One of the most important lessons I have learnt, as I imagine many others have too from this pandemic, is the value of offering up our time to help others. Cher-ity Corner is a weekly column that highlights local Oxford charities that students can volunteer with and make a difference.

I spoke to Harry Twohig, President of Target Schools, the SU’s access and outreach body. We discussed opportunities that are on offer for both prospective and current students and lots about what they do. Find out how you can get involved and more about their amazing work!

What’s Target Schools?

“Target Schools is Oxford SU’s home of student-led access work, with the overall aim of widening participation and improving access to higher education (specifically to Oxford) for students from under-represented backgrounds.”

It was first established as a scheme of Oxford SU in 1982, with the Target Schools Annual Review a few years later noting that ‘non-application, not non-admission, was the problem to be addressed by the [Target Schools] committee.’ By 1990, the schemes student committee had begun producing student and teacher handbooks, which were in effect a slimmed down version of the Alternative Prospectus which still exists today – and by 1995 a programme of visits to targeted comprehensive schools had begun. From 2009, their shadowing day programme was introduced, which is currently the main form of delivery. This involves bringing prospective applicants to Oxford for a day and giving them the opportunity to shadow a current student.

Fun fact… Ed Miliband was once a member!

Harry Twohig says that Target Schools can be broadly defined in two projects:

“The major project is the renewal and annual relaunch of the Oxford SU Alternative Prospectus, which provides thousands of prospective applicants each year with the opportunity to gain an insight into what life at Oxford is like. We’ve recently collected over 150 responses from students across the University which will be used to reshape the site in preparation for our relaunch ahead of the next set of virtual open days in the summer. This is important to us as it allows prospective applicants to hear the authentic voice of students studying at the university, allowing for informed choices to be made.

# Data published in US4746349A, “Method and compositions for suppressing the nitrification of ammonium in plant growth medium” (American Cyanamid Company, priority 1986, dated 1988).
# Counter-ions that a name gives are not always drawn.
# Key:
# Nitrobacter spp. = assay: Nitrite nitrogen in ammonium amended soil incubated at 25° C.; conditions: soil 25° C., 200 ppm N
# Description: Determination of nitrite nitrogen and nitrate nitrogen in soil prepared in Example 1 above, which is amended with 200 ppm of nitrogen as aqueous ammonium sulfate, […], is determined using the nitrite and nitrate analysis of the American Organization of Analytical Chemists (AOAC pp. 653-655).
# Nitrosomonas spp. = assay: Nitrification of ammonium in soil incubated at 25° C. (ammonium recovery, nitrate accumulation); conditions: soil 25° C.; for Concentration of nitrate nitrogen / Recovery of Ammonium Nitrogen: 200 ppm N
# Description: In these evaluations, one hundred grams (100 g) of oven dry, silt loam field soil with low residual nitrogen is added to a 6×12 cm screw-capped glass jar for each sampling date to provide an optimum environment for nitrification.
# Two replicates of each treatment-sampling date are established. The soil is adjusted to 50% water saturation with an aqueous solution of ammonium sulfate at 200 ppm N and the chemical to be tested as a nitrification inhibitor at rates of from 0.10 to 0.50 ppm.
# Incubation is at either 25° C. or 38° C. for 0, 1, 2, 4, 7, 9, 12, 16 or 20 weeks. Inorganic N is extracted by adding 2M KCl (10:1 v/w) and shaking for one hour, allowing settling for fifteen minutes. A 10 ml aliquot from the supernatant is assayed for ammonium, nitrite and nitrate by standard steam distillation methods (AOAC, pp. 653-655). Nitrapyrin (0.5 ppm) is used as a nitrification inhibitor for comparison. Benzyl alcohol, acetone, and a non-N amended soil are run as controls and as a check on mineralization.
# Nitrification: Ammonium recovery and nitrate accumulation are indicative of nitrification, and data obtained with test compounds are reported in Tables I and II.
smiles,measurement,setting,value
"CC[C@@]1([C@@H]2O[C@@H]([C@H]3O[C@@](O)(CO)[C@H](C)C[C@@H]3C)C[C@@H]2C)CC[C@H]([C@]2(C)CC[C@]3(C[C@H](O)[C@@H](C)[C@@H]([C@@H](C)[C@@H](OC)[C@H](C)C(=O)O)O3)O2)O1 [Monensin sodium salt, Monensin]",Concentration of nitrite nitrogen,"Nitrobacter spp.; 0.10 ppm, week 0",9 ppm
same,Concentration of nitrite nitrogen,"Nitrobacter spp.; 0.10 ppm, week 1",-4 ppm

“The shadowing day programme is our main undertaking in terms of programme delivery. In recent times, because of the pandemic which shall not be named, we’ve had to shift delivery online, condensing it into a one-hour online workshop. So far, we’ve reached over 250 prospective applicants with our workshops this academic year, which is something that we’re really proud of. As a result of the success of our digital work, we are now considering whether a hybrid model, with some online and some in-person delivery, could be possible in the future. Pre-pandemic, our shadowing days would have involved around thirty students from across the country using public transport to travel to Oxford, attend lectures, visit libraries, and attend in-person workshops at colleges. Our delivery model definitely wasn’t built with a pandemic in mind! Thankfully, though, we have been able to shift our shadowing day delivery online. We can’t quite provide the same personal experience as a 1-2-1 encounter, but a key aspect of our virtual shadowing day workshop is to give prospective applicants the opportunity to spend time working with current students in small groups, so that we maintain that interactive and personal element as much as possible.”


How can students get involved?

“The good news is that we’re always looking for people to come onboard and help us out! We recruit for committee members on a regular basis, with our largest intake being in the Michaelmas term of each academic year, so keep your eyes out for that.

“We also have some ad-hoc volunteering opportunities, particular around supporting with our shadowing days, both virtually and in person. To be eligible to get involved, all that students need to do is complete our short shadowing day training module which can be accessed here: Safeguarding Training (oxfordsu.org). We’ll then be in touch when the next opportunity to get involved arises!”

Why should you get involved?

“In many ways, our cause is still important for exactly the same reason that it was when we were founded back in 1982 – because far too many young people write Oxford off as a possibility. They see the city as this magical, enchanting place where they couldn’t possibly belong.

“Currently, two members of our committee and countless more of our volunteers are actually former Target Schools shadowing day participants themselves! This is something we’re really proud of – it’s an incredible reminder of the power of the work that we do. There is something really powerful about being in a (sadly virtual) room with students and staff who are drive to create change and make an impact.”

Want to get involved?


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